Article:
A controlled comparison of involuntarily hospitalized medication refusers and acceptors.

S. Levin, J. S. Brekke and P. Thomas,
Bull. Amer. Acad. Psychiatry & the Law 19(2): 161-71, 1991.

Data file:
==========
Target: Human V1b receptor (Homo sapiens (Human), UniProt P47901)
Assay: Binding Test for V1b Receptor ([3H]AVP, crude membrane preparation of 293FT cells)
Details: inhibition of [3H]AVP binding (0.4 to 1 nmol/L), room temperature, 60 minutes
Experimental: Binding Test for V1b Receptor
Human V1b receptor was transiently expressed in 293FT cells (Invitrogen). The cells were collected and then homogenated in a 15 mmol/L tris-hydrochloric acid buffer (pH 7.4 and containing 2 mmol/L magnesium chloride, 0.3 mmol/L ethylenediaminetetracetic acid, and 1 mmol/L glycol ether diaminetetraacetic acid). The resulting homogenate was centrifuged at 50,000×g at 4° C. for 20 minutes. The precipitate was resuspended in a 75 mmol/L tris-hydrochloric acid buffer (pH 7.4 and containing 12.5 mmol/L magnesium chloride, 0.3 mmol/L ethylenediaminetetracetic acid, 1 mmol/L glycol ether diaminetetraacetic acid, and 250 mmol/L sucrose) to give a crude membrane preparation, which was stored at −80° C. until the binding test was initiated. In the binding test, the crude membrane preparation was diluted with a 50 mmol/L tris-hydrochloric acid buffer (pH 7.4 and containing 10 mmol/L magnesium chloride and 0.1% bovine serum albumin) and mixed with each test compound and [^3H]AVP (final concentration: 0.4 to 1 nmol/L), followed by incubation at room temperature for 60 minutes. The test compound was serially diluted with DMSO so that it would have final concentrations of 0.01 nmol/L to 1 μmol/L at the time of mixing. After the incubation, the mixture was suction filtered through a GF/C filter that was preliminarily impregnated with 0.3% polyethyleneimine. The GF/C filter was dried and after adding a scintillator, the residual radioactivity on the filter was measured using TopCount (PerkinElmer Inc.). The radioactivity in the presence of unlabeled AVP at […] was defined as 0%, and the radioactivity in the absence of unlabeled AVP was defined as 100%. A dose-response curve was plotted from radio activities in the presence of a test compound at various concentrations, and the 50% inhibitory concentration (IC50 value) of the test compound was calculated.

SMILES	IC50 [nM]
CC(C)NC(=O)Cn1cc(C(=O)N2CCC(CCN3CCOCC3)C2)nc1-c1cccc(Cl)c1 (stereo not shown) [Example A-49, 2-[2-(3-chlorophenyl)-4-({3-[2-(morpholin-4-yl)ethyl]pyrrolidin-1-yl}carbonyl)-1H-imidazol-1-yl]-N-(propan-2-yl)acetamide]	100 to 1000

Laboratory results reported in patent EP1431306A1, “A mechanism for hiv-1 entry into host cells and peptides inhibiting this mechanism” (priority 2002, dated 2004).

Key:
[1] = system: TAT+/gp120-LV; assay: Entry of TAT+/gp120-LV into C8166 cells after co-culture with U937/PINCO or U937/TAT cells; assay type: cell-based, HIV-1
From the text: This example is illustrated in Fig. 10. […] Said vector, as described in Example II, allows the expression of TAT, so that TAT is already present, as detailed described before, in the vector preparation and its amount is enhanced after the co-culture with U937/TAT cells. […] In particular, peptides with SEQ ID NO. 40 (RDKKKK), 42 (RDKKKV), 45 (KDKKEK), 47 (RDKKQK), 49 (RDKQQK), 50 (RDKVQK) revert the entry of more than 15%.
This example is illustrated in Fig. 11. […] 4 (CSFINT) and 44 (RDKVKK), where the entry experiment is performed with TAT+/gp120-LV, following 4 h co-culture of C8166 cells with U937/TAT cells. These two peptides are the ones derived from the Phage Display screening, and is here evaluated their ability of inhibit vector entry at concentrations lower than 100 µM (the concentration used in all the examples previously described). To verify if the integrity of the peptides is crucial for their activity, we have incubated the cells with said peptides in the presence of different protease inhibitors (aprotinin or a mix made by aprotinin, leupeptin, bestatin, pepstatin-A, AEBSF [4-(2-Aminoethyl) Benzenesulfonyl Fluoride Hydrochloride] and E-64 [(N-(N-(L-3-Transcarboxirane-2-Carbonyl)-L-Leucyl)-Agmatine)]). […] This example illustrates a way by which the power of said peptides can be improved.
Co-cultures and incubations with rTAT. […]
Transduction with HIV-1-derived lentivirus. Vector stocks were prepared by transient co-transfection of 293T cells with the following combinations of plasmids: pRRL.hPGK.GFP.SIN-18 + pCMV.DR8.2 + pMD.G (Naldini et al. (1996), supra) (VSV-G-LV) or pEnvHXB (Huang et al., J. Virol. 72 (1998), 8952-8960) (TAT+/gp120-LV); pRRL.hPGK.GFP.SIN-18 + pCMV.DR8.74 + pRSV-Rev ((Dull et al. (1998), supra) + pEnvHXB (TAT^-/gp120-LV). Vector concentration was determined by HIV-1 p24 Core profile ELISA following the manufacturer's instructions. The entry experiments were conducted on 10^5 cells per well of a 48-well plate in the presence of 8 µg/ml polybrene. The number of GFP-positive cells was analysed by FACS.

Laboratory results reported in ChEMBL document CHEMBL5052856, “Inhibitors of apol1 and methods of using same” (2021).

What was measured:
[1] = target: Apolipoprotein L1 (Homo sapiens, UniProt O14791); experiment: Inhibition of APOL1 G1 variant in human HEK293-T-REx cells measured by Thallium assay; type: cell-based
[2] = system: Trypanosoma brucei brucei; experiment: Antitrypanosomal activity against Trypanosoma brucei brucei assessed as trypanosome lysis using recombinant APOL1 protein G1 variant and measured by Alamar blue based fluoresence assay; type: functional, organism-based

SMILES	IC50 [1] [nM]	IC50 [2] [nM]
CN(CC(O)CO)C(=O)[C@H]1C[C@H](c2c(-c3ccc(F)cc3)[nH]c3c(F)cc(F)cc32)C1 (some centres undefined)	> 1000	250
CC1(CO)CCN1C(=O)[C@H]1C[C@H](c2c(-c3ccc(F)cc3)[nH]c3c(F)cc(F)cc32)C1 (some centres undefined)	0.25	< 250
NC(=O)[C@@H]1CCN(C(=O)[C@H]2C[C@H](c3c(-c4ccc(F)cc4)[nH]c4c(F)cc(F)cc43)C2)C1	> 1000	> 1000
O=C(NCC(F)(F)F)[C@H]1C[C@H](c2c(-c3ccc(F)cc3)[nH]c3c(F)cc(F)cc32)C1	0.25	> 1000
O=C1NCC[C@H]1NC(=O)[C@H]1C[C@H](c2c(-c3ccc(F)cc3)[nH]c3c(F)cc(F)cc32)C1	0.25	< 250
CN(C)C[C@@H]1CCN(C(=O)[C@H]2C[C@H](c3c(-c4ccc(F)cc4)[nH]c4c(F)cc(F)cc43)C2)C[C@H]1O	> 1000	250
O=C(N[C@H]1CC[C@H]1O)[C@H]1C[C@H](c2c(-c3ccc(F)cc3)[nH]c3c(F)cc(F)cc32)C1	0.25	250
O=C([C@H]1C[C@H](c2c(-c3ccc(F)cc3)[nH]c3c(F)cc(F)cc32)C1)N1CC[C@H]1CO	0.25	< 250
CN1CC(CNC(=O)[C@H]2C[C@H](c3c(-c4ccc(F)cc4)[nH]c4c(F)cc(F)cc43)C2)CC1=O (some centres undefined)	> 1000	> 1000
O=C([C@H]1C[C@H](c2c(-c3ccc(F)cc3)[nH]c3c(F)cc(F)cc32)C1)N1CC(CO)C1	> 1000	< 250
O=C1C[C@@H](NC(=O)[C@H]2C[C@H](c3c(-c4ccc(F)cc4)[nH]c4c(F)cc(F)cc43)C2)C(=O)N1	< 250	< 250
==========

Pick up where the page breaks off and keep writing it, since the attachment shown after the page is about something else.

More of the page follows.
Involuntarily hospitalized psychiatric patients consecutively admitted over a six-month period who successfully refused medication (n = 37) are compared with a randomly selected group of medication-accepting patients committed during the same time period (n = 37). The overall refusal rate was 15.6 percent during the study period. Acceptors and refusers did not differ on age, sex, diagnosis, ethnicity, marital status, or preadmission living status. Differences between the groups indicate that refusers are sicker and lower functioning, are more behaviorally acute on the ward, and stay in the hospital twice as long as acceptors. Refusers also have a significantly negative impact on the overall ward milieu. The impact of institutional factors on the rate and outcome from mediation refusal are discussed.